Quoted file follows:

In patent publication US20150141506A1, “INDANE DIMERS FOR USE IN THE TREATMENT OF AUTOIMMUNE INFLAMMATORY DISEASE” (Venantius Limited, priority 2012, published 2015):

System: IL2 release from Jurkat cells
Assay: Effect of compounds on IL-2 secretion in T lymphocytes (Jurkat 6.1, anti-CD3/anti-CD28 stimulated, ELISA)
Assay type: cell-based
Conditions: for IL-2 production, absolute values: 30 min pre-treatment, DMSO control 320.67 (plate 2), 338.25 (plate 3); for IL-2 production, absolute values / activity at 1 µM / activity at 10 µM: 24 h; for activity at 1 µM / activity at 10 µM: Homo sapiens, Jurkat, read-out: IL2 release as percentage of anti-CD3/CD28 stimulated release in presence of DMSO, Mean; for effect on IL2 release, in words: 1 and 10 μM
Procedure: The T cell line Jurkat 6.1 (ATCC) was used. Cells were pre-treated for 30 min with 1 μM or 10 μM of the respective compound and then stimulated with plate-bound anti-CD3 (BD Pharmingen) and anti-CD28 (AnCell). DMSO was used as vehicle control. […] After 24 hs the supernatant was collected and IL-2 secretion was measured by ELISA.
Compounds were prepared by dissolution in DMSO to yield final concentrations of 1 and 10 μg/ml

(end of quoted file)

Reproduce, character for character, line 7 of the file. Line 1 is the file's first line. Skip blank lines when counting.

Compounds were prepared by dissolution in DMSO to yield final concentrations of 1 and 10 μg/ml